Have you run a full marathon? Tips for a first-timer? Please share in the comments!

 

How to Know if You Should Run a Marathon

Last week I bumped into a neighbor in our building and got to chatting about his experience having just finished the LA Marathon. To use his words, it was the hardest thing he’d ever done in his life, painful as hell, a humbling experience, amazing, and life changing. This sort of contradictory reflection is not uncommon I’m noticing. I myself have never run a marathon, though I’m sort of obsessing about it lately and trying to compute in my head whether I’ve got it in me. About 70% of the time I’ve got that optimistic runner’s brain that says “hell yes I can run that.” But there’s that 30% that throws me, and I’ll tell you what populates that 30%. The content is completely anecdotal. I hear stories from other runners about seeing people collapse, cry, vomit, and even go into cardiac arrest on the marathon course. Yes that’s probably rare but it’s still terrifying and begs the question: should we be running this kind of mileage? I hear women say things like “it was harder than giving birth” and all I can think is, well damn, why would I do THAT? I don’t even get a baby when I’m done. I’m not going to lie people, as much as runners proceed to talk out of the other side of their mouth using phrases like “life-changing,” “spiritual experience,” and “incredible,” the allure of those terms are not quite outweighing the fear of heart attacks, collapse, and vomiting in front of thousands of people (I’ve already done that, rather not repeat it, ask me to tell you the story sometime).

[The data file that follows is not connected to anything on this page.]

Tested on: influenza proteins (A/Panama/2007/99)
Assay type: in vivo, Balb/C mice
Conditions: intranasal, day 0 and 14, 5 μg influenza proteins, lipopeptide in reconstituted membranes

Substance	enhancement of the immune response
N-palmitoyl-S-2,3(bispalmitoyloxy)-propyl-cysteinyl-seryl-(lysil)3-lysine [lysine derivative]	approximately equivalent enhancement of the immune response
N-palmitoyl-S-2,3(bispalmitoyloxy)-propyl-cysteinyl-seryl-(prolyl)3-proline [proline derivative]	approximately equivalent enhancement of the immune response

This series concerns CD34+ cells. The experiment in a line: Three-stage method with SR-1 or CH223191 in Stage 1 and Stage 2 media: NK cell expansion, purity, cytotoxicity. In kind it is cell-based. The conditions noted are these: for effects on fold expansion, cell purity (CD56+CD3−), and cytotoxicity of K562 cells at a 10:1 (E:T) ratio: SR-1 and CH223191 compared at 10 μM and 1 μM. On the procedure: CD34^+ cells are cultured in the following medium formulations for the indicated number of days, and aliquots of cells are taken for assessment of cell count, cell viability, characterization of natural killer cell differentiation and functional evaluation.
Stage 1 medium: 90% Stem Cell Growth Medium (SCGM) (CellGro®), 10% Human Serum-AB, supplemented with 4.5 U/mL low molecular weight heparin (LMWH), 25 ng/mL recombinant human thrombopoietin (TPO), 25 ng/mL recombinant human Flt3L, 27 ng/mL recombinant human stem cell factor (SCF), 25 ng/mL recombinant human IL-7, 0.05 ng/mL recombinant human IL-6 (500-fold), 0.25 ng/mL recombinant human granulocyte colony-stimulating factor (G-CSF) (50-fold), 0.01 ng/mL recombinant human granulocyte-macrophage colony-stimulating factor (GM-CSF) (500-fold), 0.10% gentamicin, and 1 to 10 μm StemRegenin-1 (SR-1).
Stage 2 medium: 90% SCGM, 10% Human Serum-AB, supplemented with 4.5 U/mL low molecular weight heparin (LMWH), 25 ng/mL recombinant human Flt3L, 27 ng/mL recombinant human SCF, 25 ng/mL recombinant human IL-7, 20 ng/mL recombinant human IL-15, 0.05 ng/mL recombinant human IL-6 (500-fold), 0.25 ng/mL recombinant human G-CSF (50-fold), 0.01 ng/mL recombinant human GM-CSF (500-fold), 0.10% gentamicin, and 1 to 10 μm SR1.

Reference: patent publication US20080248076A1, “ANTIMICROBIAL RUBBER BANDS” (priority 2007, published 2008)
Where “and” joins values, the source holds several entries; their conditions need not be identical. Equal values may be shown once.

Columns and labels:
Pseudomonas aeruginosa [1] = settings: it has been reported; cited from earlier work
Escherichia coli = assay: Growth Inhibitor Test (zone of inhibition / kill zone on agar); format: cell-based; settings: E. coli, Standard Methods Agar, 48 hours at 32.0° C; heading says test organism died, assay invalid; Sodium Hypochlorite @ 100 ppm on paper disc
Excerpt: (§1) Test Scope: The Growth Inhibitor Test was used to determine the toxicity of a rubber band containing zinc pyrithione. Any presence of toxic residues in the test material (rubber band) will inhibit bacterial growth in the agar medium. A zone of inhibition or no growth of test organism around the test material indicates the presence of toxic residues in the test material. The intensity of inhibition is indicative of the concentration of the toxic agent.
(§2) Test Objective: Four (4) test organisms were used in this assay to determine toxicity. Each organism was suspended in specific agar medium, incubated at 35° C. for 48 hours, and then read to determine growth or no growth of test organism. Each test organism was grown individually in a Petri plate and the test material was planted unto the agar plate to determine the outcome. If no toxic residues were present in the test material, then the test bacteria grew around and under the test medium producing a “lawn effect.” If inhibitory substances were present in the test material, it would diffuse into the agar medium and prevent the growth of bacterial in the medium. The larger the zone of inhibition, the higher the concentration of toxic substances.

Ultimately I think I get it. As a runner I can understand the thin line between pain and pleasure. The sense that the accomplishment isn’t worth it unless it was earned through sweat and tears. We run BECAUSE it’s hard, not in spite of it. But I don’t know, this whole marathon thing seems to take that to a new level which leaves me wondering, is it necessary for me? Can I get that same feeling of achievement, accomplishment, pride, from my happy little half marathons? The problem is that I think the answer is no. We always have to top ourselves. We need a stronger fix to get the high! It’s no wonder that veteran marathoners often evolve into ultra-marathoners; but the truth is, we all do have a line that we really can’t cross without seriously endangering our health. We push that line, boy do we push it, but it will only bend so far. For some runners, that line is a 135 mile ultra-run through Death Valley in July. For Bruce Dern, who has run over 104,000 miles in his lifetime (he’s 77, you do the math) that line was to run from California to Colorado. Why stop there? For runners like Robert Garside, there pretty much is no line! He ran around the world.

So I guess what I’m really struggling with is not whether or not marathons are a healthy or smart thing to do. Thousands of people successfully complete marathons every year. The evidence suggests, overwhelmingly, that it’s possible. What I’m struggling with, what I don’t know is… where is my line?